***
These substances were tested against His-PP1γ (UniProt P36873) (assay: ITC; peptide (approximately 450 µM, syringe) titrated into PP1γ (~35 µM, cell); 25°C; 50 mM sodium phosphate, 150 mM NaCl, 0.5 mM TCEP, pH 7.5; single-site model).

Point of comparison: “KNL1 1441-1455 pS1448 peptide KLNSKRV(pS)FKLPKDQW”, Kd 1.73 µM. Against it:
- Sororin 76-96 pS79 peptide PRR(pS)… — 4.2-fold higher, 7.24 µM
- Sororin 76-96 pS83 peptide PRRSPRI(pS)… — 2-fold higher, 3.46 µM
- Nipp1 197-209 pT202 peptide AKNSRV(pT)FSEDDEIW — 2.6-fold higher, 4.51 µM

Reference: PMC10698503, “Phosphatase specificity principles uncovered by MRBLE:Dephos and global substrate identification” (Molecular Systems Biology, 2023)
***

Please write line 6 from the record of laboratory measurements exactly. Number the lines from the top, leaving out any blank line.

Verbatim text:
Reference: PMC10698503, “Phosphatase specificity principles uncovered by MRBLE:Dephos and global substrate identification” (Molecular Systems Biology, 2023)